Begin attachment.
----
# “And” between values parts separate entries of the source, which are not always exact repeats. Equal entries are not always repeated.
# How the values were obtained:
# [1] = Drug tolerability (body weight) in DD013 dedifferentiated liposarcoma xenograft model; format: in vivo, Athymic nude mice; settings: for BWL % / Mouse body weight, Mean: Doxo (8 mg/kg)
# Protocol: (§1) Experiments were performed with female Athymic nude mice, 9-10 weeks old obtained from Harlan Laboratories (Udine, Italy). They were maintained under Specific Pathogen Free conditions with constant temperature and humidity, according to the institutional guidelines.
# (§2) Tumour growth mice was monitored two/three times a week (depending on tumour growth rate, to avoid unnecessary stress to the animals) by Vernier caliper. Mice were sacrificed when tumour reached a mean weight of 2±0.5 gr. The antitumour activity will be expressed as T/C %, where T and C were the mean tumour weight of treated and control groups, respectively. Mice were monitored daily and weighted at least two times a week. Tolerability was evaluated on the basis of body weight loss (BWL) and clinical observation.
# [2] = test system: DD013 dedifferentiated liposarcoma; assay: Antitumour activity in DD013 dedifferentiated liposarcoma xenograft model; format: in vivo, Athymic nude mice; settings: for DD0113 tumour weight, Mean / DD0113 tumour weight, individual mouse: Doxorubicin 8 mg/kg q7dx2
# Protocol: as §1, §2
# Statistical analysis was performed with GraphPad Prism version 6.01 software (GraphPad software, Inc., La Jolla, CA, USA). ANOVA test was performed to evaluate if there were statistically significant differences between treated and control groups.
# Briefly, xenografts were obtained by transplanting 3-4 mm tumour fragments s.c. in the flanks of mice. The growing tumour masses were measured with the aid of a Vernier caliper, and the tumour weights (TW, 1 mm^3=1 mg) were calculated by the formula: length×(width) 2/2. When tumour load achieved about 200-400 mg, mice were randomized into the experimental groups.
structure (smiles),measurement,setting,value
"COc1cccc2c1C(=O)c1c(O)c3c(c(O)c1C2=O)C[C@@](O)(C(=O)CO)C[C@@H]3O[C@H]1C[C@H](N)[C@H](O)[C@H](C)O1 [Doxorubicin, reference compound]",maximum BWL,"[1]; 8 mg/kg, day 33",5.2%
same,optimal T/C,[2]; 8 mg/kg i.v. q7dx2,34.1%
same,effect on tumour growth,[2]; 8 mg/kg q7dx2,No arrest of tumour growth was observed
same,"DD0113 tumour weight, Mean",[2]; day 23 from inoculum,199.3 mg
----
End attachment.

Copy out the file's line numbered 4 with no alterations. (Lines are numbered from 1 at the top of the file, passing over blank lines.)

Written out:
# Protocol: (§1) Experiments were performed with female Athymic nude mice, 9-10 weeks old obtained from Harlan Laboratories (Udine, Italy). They were maintained under Specific Pathogen Free conditions with constant temperature and humidity, according to the institutional guidelines.